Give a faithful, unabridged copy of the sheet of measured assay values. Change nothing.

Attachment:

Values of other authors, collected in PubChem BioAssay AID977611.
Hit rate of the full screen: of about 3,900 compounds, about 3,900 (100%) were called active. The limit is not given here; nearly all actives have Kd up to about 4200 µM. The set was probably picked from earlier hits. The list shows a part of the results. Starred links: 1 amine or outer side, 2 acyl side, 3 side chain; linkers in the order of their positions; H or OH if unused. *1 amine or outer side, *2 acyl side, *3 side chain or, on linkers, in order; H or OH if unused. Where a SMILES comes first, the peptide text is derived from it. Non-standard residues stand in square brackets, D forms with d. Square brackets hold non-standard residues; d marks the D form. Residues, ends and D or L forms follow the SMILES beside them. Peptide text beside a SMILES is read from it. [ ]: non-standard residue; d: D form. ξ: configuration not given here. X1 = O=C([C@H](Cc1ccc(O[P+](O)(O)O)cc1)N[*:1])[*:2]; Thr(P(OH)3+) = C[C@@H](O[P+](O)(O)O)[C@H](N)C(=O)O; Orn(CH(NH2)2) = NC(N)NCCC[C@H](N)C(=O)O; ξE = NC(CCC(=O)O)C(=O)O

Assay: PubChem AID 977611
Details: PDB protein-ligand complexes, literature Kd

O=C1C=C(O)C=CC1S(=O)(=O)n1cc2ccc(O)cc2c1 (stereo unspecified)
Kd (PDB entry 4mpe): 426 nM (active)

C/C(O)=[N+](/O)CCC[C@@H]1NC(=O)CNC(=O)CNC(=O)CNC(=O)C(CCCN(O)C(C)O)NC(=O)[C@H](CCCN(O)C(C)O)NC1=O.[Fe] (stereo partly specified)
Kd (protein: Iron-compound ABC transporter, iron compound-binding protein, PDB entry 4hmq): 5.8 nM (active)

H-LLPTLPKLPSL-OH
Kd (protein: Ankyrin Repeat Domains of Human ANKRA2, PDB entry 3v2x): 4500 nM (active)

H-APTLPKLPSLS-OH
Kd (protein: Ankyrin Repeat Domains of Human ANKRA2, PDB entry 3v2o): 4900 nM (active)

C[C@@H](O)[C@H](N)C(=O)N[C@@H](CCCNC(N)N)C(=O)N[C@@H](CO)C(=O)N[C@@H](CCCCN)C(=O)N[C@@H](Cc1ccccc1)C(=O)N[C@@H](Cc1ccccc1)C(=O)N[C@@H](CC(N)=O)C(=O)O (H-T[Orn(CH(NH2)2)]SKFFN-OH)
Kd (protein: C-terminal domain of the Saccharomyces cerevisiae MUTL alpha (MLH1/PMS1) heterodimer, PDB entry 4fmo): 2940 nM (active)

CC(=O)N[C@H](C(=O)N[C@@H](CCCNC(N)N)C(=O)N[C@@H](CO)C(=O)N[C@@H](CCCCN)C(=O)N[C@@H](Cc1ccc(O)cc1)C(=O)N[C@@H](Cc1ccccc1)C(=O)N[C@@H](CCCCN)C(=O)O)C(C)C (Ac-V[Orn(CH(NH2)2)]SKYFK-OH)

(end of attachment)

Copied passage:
Values of other authors, collected in PubChem BioAssay AID977611.
Hit rate of the full screen: of about 3,900 compounds, about 3,900 (100%) were called active. The limit is not given here; nearly all actives have Kd up to about 4200 µM. The set was probably picked from earlier hits. The list shows a part of the results. Starred links: 1 amine or outer side, 2 acyl side, 3 side chain; linkers in the order of their positions; H or OH if unused. *1 amine or outer side, *2 acyl side, *3 side chain or, on linkers, in order; H or OH if unused. Where a SMILES comes first, the peptide text is derived from it. Non-standard residues stand in square brackets, D forms with d. Square brackets hold non-standard residues; d marks the D form. Residues, ends and D or L forms follow the SMILES beside them. Peptide text beside a SMILES is read from it. [ ]: non-standard residue; d: D form. ξ: configuration not given here. X1 = O=C([C@H](Cc1ccc(O[P+](O)(O)O)cc1)N[*:1])[*:2]; Thr(P(OH)3+) = C[C@@H](O[P+](O)(O)O)[C@H](N)C(=O)O; Orn(CH(NH2)2) = NC(N)NCCC[C@H](N)C(=O)O; ξE = NC(CCC(=O)O)C(=O)O

Assay: PubChem AID 977611
Details: PDB protein-ligand complexes, literature Kd

O=C1C=C(O)C=CC1S(=O)(=O)n1cc2ccc(O)cc2c1 (stereo unspecified)
Kd (PDB entry 4mpe): 426 nM (active)

C/C(O)=[N+](/O)CCC[C@@H]1NC(=O)CNC(=O)CNC(=O)CNC(=O)C(CCCN(O)C(C)O)NC(=O)[C@H](CCCN(O)C(C)O)NC1=O.[Fe] (stereo partly specified)
Kd (protein: Iron-compound ABC transporter, iron compound-binding protein, PDB entry 4hmq): 5.8 nM (active)

H-LLPTLPKLPSL-OH
Kd (protein: Ankyrin Repeat Domains of Human ANKRA2, PDB entry 3v2x): 4500 nM (active)

H-APTLPKLPSLS-OH
Kd (protein: Ankyrin Repeat Domains of Human ANKRA2, PDB entry 3v2o): 4900 nM (active)

C[C@@H](O)[C@H](N)C(=O)N[C@@H](CCCNC(N)N)C(=O)N[C@@H](CO)C(=O)N[C@@H](CCCCN)C(=O)N[C@@H](Cc1ccccc1)C(=O)N[C@@H](Cc1ccccc1)C(=O)N[C@@H](CC(N)=O)C(=O)O (H-T[Orn(CH(NH2)2)]SKFFN-OH)
Kd (protein: C-terminal domain of the Saccharomyces cerevisiae MUTL alpha (MLH1/PMS1) heterodimer, PDB entry 4fmo): 2940 nM (active)

CC(=O)N[C@H](C(=O)N[C@@H](CCCNC(N)N)C(=O)N[C@@H](CO)C(=O)N[C@@H](CCCCN)C(=O)N[C@@H](Cc1ccc(O)cc1)C(=O)N[C@@H](Cc1ccccc1)C(=O)N[C@@H](CCCCN)C(=O)O)C(C)C (Ac-V[Orn(CH(NH2)2)]SKYFK-OH)